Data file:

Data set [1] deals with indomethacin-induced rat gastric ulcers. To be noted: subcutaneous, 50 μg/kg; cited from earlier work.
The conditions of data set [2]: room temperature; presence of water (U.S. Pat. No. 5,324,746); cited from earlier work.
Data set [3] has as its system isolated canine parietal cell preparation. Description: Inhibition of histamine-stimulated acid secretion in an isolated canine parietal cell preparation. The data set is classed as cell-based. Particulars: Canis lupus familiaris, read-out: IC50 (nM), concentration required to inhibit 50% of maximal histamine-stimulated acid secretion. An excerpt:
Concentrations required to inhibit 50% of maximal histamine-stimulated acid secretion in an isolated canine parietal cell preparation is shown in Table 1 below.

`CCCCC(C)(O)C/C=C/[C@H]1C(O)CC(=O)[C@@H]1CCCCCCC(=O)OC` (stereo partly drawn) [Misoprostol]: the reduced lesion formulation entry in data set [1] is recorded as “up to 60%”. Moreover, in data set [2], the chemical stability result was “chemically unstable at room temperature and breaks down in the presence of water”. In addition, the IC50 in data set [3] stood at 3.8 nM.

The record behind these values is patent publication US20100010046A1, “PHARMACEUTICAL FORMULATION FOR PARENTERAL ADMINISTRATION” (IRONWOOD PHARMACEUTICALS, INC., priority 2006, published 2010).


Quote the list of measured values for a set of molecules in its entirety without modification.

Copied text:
Data set [1] deals with indomethacin-induced rat gastric ulcers. To be noted: subcutaneous, 50 μg/kg; cited from earlier work.
The conditions of data set [2]: room temperature; presence of water (U.S. Pat. No. 5,324,746); cited from earlier work.
Data set [3] has as its system isolated canine parietal cell preparation. Description: Inhibition of histamine-stimulated acid secretion in an isolated canine parietal cell preparation. The data set is classed as cell-based. Particulars: Canis lupus familiaris, read-out: IC50 (nM), concentration required to inhibit 50% of maximal histamine-stimulated acid secretion. An excerpt:
Concentrations required to inhibit 50% of maximal histamine-stimulated acid secretion in an isolated canine parietal cell preparation is shown in Table 1 below.

`CCCCC(C)(O)C/C=C/[C@H]1C(O)CC(=O)[C@@H]1CCCCCCC(=O)OC` (stereo partly drawn) [Misoprostol]: the reduced lesion formulation entry in data set [1] is recorded as “up to 60%”. Moreover, in data set [2], the chemical stability result was “chemically unstable at room temperature and breaks down in the presence of water”. In addition, the IC50 in data set [3] stood at 3.8 nM.

The record behind these values is patent publication US20100010046A1, “PHARMACEUTICAL FORMULATION FOR PARENTERAL ADMINISTRATION” (IRONWOOD PHARMACEUTICALS, INC., priority 2006, published 2010).